New Coalition Launches to Celebrate and Protect the Bayh-Dole Act

New Coalition Launches to Celebrate and Protect the Bayh-Dole Act

WASHINGTON (February 19) – Today, a diverse group of research and scientific organizations, as well as those directly involved in commercializing new products, launched Bayh-Dole 40, a coalition that will celebrate and protect the University and Small Business Patent Procedures Act of 1980, better known as the “Bayh-Dole Act.”

The Bayh-Dole Act has empowered universities, small businesses, and nonprofits that have received federal grants to retain ownership of any patented inventions — and license those patents to private firms, who then turn promising ideas into real-life products that improve peoples’ lives. Thanks to Bayh-Dole, the public and private sectors have worked together to translate basic scientific research into life-saving drugs and medical devices, internet and GPS technologies, rechargeable lithium-ion batteries, and countless other innovations.

“Bayh-Dole made the United States the engine of global innovation,” said Bayh-Dole 40 founder and executive director Joseph Allen, who helped enact the law as a member of Senator Birch Bayh’s U.S. Senate Judiciary staff. “The Act reinvigorated research and development in America, spawning breakthrough discoveries ranging from high-yield crops to advanced medicines.”

Thanks to Bayh-Dole, over 200 new therapies — including drugs and vaccines — have been created since 1980. The legislation has also bolstered U.S. economic output by $1.3 trillion, supported 4.2 million jobs, and led to more than 11,000 start-up companies.

Bayh-Dole 40’s founding members include AUTM, Biotechnology Innovation Organization, BioHealth Innovation, Council on Governmental Relations, Information Technology and Innovation Foundation, Licensing Executives Society, and PhRMA, spanning the entire U.S. innovation ecosystem. The coalition will educate lawmakers to ensure the Act is utilized in the way Senators Birch Bayh and Bob Dole envisioned.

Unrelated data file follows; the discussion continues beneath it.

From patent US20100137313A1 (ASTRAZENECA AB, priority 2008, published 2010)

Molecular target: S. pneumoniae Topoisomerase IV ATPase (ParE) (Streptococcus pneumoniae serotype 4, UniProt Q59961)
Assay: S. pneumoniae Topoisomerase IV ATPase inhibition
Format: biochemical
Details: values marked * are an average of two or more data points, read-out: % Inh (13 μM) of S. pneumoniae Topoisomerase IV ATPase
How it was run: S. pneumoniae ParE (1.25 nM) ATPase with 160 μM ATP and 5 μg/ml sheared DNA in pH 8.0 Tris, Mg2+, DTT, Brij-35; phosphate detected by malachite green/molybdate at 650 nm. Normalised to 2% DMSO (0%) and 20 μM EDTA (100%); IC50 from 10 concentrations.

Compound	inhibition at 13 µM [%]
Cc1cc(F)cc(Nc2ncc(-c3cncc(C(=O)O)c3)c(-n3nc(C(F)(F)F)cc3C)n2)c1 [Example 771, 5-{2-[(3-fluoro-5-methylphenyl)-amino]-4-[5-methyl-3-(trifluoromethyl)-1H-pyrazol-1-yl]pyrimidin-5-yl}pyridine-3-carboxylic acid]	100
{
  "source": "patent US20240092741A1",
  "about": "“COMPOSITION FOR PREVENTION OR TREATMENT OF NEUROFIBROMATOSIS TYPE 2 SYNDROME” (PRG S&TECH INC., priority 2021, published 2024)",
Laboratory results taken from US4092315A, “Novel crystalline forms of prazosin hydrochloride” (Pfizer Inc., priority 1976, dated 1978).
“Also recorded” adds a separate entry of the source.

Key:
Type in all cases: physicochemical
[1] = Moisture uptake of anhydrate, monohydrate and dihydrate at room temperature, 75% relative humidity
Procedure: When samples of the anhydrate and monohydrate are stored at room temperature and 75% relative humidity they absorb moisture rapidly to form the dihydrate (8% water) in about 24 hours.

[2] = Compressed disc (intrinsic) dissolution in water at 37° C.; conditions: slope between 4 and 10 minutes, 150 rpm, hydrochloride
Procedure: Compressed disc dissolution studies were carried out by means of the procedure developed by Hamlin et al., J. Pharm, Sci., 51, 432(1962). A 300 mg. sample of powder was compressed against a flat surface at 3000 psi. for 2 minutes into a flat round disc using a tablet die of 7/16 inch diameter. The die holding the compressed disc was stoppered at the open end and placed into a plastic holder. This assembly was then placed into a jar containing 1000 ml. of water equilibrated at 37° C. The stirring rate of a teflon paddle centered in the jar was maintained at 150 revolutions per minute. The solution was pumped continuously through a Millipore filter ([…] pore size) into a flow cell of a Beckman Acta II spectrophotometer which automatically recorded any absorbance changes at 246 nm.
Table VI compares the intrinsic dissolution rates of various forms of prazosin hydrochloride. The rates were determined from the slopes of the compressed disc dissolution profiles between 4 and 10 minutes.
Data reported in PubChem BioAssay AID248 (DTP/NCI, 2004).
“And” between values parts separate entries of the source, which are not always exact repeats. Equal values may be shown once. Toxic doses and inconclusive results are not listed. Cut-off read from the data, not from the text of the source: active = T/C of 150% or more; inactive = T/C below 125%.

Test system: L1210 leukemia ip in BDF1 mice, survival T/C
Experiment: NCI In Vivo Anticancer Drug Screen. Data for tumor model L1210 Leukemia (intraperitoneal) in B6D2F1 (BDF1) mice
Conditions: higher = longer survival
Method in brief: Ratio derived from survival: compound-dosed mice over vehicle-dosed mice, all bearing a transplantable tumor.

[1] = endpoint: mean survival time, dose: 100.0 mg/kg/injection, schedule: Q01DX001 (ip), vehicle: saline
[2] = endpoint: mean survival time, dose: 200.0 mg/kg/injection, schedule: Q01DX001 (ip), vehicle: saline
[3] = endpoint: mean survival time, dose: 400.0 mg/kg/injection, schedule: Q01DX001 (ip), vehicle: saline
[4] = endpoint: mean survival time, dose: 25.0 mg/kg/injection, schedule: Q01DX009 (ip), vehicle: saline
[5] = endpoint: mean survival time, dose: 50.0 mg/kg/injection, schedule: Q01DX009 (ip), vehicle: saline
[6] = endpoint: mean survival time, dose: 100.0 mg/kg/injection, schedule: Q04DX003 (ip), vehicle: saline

“Misusing Bayh-Dole to undermine the existing framework for public-private technology transfer and development, as some lawmakers are suggesting, would jeopardize the future of U.S. life-sciences innovation,” said Stephen Ezell, Vice President of Global Innovation Policy at the Information Technology and Innovation Foundation. “We look forward to engaging Congress on these issues to ensure the United States remains a life-sciences R&D powerhouse.”

 

About Bayh-Dole 40: Bayh-Dole 40 is a coalition of research and scientific organizations, as well as those directly involved in commercializing new products, dedicated to celebrating and protecting the University and Small Business Patent Procedures Act of 1980, better known as the “Bayh-Dole Act.” The coalition was formed to educate policymakers about Bayh-Dole’s positive impact on medical innovation and defend the Act against imminent threats during its 40th anniversary year.

Bayh-Dole 40’s members include the Association of University Research Parks, AUTM, BIOCOM, BioHealth Innovation, Biotechnology Innovation Organization, California Life Sciences Association (CLSA), Columbia Technology Ventures (CTV), Council on Competitiveness, Council on Governmental Relations, Fuentek, Information Technology and Innovation Foundation, IPWatchdog, Lehigh University Office of Economic Engagement, Licensing Executives Society (LES), Licensing Executives Society (LES) Silicon Valley Chapter, National Venture Capital Association, Pharmaceutical Research and Manufacturers of America, Pristine Surgical, STC.UNM, the IDEA Center at the University of Notre Dame, Wisconsin Alumni Research Foundation, and the Yale Office of Cooperative Research.